This week’s episode, “Forget” was ironically rather forgettable. It was another transitional episode, and with a couple of exceptions, it wasn’t particularly engaging. While there is a sort of fascinating story-within-a-story to be told about the idea of, as Dustin called it, “suburban malaise in an apocalypse,” it was never really executed to its full potential. And while there is something disturbingly — and somewhat humorously — incongruous about a cocktail party in the midst of a zombie nightmare, the show never really made it work for me.
Basically, my main problem? It was kind of boring. And while I’m cognizant of the fact that part of that boredom was deliberate, as a way of conveying the aforementioned malaise, there just wasn’t enough actual development to keep the story working.
Things We Loved
- The level of caution and deadly calm of Rick, Daryl and Carol as they continue to plan for the worst. It’s cynical, sad, dark, and absolutely necessary to save them from their own complacency. Their backwoods scheming is sinister and fascinating to watch as it plays out. Whether or not this will evolve into Rick and company becoming less of a new ally and more of a hostile takeover remains to be seen (though admittedly, the latter would be interesting).
- Daryl and Aaron’s entire trip. I enjoyed their awkward, quiet, but also very clever and sharp interactions. There was a level of mutual respect that was quickly achieved, and showed once again what makes Daryl so interesting. It would have been easy and lazy to set him up as the homophobe in the group, but instead, they went the other way — Daryl respects ability and skill, and that’s all he cares about. That was well portrayed and I appreciated a more nuanced approach.
- The “W” carved into the zombie’s head. I don’t know what this means, but I know it’s bad.
- Carol. Everything about Carol, particularly her terrifying threat towards the boy in the armory. I’ll be honest, for a moment, I really did think she would just kill him. Carol’s gotten so stone cold (particularly with how she sells her housewife alter ego) that I wouldn’t have been shocked.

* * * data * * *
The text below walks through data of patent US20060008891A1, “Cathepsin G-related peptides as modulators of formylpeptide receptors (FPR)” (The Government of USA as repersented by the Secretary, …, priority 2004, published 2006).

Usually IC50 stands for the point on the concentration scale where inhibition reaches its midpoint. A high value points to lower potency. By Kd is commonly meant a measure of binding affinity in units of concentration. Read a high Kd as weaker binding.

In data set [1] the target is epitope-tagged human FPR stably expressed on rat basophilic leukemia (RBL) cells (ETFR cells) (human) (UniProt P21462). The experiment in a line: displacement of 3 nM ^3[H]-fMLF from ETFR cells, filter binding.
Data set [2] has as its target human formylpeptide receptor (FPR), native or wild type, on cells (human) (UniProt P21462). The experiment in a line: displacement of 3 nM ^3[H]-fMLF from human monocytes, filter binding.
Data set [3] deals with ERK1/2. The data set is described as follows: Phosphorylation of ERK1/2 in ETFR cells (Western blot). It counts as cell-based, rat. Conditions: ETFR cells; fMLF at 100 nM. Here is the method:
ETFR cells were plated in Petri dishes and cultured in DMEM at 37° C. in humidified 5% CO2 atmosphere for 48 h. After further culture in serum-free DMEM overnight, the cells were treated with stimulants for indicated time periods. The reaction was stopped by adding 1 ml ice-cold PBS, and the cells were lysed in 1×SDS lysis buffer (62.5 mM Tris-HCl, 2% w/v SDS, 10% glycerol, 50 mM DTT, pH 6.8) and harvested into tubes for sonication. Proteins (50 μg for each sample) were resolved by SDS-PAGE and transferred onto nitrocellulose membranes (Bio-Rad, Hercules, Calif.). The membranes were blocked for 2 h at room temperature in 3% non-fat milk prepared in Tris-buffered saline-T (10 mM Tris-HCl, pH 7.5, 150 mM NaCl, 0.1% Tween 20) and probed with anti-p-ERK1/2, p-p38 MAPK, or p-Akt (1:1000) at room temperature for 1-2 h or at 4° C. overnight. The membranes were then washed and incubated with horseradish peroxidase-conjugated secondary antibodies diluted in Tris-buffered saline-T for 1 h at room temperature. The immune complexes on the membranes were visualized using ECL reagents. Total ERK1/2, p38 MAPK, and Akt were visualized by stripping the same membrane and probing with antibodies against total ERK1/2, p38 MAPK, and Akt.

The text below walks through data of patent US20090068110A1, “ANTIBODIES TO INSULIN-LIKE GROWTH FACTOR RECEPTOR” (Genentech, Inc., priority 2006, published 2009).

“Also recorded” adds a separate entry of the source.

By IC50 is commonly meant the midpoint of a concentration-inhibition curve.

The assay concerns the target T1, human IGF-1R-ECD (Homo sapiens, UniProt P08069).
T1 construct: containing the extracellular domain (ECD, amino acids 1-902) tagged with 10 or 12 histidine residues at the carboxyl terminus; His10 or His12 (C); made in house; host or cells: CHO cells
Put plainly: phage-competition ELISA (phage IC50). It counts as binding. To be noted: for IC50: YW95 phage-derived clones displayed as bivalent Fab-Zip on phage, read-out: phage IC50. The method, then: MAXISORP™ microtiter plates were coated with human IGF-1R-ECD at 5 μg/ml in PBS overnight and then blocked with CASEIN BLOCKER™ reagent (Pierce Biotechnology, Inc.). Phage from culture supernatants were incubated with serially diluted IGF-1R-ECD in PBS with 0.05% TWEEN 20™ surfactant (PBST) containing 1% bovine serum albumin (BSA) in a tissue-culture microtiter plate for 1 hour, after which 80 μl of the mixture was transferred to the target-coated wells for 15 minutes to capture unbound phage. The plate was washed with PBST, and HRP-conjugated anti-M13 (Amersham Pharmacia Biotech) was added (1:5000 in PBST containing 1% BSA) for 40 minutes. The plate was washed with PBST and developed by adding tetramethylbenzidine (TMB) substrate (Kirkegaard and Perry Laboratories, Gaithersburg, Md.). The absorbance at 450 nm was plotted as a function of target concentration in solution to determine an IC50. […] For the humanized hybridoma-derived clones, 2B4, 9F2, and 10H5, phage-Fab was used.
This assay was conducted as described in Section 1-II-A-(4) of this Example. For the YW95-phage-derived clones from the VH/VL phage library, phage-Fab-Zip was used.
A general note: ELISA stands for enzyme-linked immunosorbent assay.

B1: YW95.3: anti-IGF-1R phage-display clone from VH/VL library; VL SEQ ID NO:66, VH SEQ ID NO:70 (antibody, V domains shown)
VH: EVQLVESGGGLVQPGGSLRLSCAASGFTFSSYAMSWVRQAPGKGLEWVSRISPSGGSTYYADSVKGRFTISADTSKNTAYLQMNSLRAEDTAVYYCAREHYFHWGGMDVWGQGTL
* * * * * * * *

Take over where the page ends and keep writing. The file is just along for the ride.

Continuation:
- Abraham. Abraham continues to only get a couple lines, but they’re GREAT.
“I don’t know about this.”
“They have beer.”
Things We Didn’t Love:
- Rick’s already messing with married women? Seriously? That whole moment was just rushed and clunky and distasteful. And weird, especially for two people who’ve spent roughly 45 minutes together.
- Sasha’s whole manic, paranoid, self-destructive storyline. She deserves better than that.
- Michonne, hanging up the sword. A hamfisted metaphorical gesture I could have lived without.
- The pacing of the entire episode. Slow, dragging, and just never quite found its stride.
There’s only a few episodes left in this series, and I suspect we’re building up to something huge that will likely leave us with a terrible (in a hopefully good way) cliffhanger in the finale. We’re inevitably going to end up with an episode like “Forget” as it slow-burns its way into setting the scene, and so I’m willing to forgive a bit of clunkiness in anticipation of the eventual payoff. I’m just hoping that payoff is worth it. And if nothing else, at least this new setting is just that — new. This is brand new territory, both literally and figuratively, and it continues to be intriguing as it develops. That, in and of itself, makes it worth our time.